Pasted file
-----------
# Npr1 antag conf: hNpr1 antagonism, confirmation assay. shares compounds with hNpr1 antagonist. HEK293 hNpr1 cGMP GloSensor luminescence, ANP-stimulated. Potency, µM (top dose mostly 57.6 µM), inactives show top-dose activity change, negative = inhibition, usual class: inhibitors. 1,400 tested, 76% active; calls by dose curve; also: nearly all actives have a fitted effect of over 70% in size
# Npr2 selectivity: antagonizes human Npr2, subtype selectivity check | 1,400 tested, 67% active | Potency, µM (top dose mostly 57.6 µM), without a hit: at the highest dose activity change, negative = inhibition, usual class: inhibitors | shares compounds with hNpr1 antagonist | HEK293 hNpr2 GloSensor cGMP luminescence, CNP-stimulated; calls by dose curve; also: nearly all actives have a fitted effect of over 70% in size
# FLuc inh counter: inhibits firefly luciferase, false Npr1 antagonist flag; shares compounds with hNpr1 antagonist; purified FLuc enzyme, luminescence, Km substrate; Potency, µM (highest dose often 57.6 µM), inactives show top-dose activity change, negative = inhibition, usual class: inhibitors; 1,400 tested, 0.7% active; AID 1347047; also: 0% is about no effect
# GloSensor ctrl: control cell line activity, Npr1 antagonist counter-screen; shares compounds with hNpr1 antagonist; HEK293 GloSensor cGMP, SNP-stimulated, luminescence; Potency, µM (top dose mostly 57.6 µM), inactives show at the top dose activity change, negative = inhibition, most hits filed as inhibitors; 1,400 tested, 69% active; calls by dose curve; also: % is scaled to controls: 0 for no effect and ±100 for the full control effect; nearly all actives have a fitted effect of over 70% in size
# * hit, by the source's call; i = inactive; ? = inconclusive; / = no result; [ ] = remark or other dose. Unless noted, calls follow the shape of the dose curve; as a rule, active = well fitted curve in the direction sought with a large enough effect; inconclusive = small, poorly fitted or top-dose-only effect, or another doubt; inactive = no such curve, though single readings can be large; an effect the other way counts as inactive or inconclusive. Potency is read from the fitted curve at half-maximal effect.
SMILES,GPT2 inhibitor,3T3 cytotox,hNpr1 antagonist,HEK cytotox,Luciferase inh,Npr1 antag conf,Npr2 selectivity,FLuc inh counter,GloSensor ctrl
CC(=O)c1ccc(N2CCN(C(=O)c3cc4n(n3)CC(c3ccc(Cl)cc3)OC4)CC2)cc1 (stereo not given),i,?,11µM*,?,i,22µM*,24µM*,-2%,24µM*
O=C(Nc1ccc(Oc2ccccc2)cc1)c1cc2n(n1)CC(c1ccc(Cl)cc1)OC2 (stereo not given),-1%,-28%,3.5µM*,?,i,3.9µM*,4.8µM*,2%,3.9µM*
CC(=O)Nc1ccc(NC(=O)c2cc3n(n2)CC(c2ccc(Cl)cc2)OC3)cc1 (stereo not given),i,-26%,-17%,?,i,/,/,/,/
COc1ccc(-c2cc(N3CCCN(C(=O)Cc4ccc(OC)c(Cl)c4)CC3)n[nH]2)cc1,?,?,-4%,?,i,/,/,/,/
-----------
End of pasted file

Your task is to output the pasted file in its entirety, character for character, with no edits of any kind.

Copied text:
# Npr1 antag conf: hNpr1 antagonism, confirmation assay. shares compounds with hNpr1 antagonist. HEK293 hNpr1 cGMP GloSensor luminescence, ANP-stimulated. Potency, µM (top dose mostly 57.6 µM), inactives show top-dose activity change, negative = inhibition, usual class: inhibitors. 1,400 tested, 76% active; calls by dose curve; also: nearly all actives have a fitted effect of over 70% in size
# Npr2 selectivity: antagonizes human Npr2, subtype selectivity check | 1,400 tested, 67% active | Potency, µM (top dose mostly 57.6 µM), without a hit: at the highest dose activity change, negative = inhibition, usual class: inhibitors | shares compounds with hNpr1 antagonist | HEK293 hNpr2 GloSensor cGMP luminescence, CNP-stimulated; calls by dose curve; also: nearly all actives have a fitted effect of over 70% in size
# FLuc inh counter: inhibits firefly luciferase, false Npr1 antagonist flag; shares compounds with hNpr1 antagonist; purified FLuc enzyme, luminescence, Km substrate; Potency, µM (highest dose often 57.6 µM), inactives show top-dose activity change, negative = inhibition, usual class: inhibitors; 1,400 tested, 0.7% active; AID 1347047; also: 0% is about no effect
# GloSensor ctrl: control cell line activity, Npr1 antagonist counter-screen; shares compounds with hNpr1 antagonist; HEK293 GloSensor cGMP, SNP-stimulated, luminescence; Potency, µM (top dose mostly 57.6 µM), inactives show at the top dose activity change, negative = inhibition, most hits filed as inhibitors; 1,400 tested, 69% active; calls by dose curve; also: % is scaled to controls: 0 for no effect and ±100 for the full control effect; nearly all actives have a fitted effect of over 70% in size
# * hit, by the source's call; i = inactive; ? = inconclusive; / = no result; [ ] = remark or other dose. Unless noted, calls follow the shape of the dose curve; as a rule, active = well fitted curve in the direction sought with a large enough effect; inconclusive = small, poorly fitted or top-dose-only effect, or another doubt; inactive = no such curve, though single readings can be large; an effect the other way counts as inactive or inconclusive. Potency is read from the fitted curve at half-maximal effect.
SMILES,GPT2 inhibitor,3T3 cytotox,hNpr1 antagonist,HEK cytotox,Luciferase inh,Npr1 antag conf,Npr2 selectivity,FLuc inh counter,GloSensor ctrl
CC(=O)c1ccc(N2CCN(C(=O)c3cc4n(n3)CC(c3ccc(Cl)cc3)OC4)CC2)cc1 (stereo not given),i,?,11µM*,?,i,22µM*,24µM*,-2%,24µM*
O=C(Nc1ccc(Oc2ccccc2)cc1)c1cc2n(n1)CC(c1ccc(Cl)cc1)OC2 (stereo not given),-1%,-28%,3.5µM*,?,i,3.9µM*,4.8µM*,2%,3.9µM*
CC(=O)Nc1ccc(NC(=O)c2cc3n(n2)CC(c2ccc(Cl)cc2)OC3)cc1 (stereo not given),i,-26%,-17%,?,i,/,/,/,/
COc1ccc(-c2cc(N3CCCN(C(=O)Cc4ccc(OC)c(Cl)c4)CC3)n[nH]2)cc1,?,?,-4%,?,i,/,/,/,/